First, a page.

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330 000 households register for food aid

Written by on May 22, 2024

…As Namibia faces worst drought in 100 years

About 331 000 households have been registered countrywide to receive drought-relief food aid.

The executive director in the Office of the Prime Minister, I-Ben Nashandi, says vulnerability assessments and analyses which were conducted in 2023 estimated that 172 200 households would require assistance due to food insecurity.

He says the government has budgeted N$825 million for the drought-relief programme, but this would only cater for 172 200 households.

“The numbers are jumping from 172 000 to 331 000, because some people who are registered are employed. That’s why you are seeing drought-relief food being stolen.”

He says at some constituencies school principals, executive directors, teachers and nurses receive drought-relief food while the government does not have the means to feed everybody.


Berseba constituency councillor in the //Kharas region Jeremias Goeieman says the prolonged drought is not only affecting farmers, but also villages and towns that depend on subsistence and commercial farming.

“Berseba’s backbone was farming to keep the local economies of villages such as Tses, Berseba, and Kutenhoas going. But now, we are suffering.

“It would have been better if the government gave lucerne and feed. The animals need feed,” he says.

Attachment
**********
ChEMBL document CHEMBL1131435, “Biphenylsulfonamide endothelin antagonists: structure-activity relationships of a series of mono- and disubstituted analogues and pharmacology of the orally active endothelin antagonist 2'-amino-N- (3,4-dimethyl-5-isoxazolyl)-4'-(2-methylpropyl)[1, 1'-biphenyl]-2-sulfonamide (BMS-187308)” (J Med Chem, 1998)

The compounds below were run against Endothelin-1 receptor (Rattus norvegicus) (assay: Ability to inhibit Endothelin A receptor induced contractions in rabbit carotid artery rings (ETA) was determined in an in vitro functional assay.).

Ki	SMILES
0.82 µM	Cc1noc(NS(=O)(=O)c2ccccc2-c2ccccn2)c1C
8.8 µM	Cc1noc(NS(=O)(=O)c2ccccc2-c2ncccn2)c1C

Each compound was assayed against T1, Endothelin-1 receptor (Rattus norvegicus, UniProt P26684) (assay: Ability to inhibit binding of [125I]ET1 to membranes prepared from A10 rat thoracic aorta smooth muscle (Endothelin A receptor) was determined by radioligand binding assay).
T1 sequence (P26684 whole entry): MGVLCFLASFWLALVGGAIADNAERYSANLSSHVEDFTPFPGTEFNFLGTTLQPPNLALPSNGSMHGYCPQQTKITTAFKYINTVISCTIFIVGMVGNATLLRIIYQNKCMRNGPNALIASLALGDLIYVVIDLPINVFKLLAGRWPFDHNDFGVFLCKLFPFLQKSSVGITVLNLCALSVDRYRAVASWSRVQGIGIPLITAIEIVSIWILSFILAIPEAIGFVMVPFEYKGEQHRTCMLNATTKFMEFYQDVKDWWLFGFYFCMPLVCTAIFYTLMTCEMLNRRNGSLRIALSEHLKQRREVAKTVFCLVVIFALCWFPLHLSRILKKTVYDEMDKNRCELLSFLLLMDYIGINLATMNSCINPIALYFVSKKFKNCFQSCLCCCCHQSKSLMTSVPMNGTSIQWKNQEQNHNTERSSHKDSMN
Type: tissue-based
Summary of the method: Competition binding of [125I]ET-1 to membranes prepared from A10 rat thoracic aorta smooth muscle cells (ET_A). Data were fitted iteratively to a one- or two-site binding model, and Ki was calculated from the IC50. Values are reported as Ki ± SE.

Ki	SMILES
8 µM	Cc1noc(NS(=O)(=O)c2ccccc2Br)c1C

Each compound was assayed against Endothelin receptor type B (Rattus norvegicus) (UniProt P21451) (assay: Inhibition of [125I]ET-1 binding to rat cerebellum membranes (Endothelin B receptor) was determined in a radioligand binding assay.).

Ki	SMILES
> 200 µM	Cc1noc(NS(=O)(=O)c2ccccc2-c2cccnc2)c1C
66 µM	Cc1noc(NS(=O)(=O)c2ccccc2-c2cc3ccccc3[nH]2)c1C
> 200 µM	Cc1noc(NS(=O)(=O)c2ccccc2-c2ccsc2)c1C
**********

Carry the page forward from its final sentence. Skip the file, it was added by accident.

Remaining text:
Goeieman says the areas already faced the challenge of unemployment, and the drought is now also driving people to towns.

“Farmers who were strong, now only have empty kraals left . . . When you get to some houses, you wonder how these people get from one day to the next,” he says.

Goeieman says the Berseba constituency faces water problems.

Old water infrastructure is forcing farmers and community members to travel 10km or more to access water for their animals and their daily use.


Zambezi governor Lawrence Sampofu says despite the region having four rivers it is still faced with a serious water crisis.

The governor and constituency councillors revealed this during a meeting with deputy prime minister John Mutorwa on Friday.

“Human-wildlife conflict is on the rise in the region due to these water challenges, as they all depend on the few resources available.

“We do have boreholes, but some of them are getting dry as underground sources are drying up. We really need more boreholes,” he said.

Kabbe North constituency councillor Bernard Sisamu said the river channels between Zambia and Namibia are drying up at an alarming rate.

By August, citizens will be able to cross on foot without any need for canoes, he said.

“I have never seen such a drought,” Sisamu said.


Judea Lyaboloma constituency councillor Humphrey Divai says residents of the Zambezi region are demonstrating over a lack of drinking water 34 years after independence.

“Our people need water in the constituencies. There is a great need for more boreholes to be drilled,” he says.

Sibbinda constituency councillor Miecky Lukaezi says communities, even schools and cattle, mostly rely on water from the NamWater pipeline, but most water sources are currently closed due to arrears.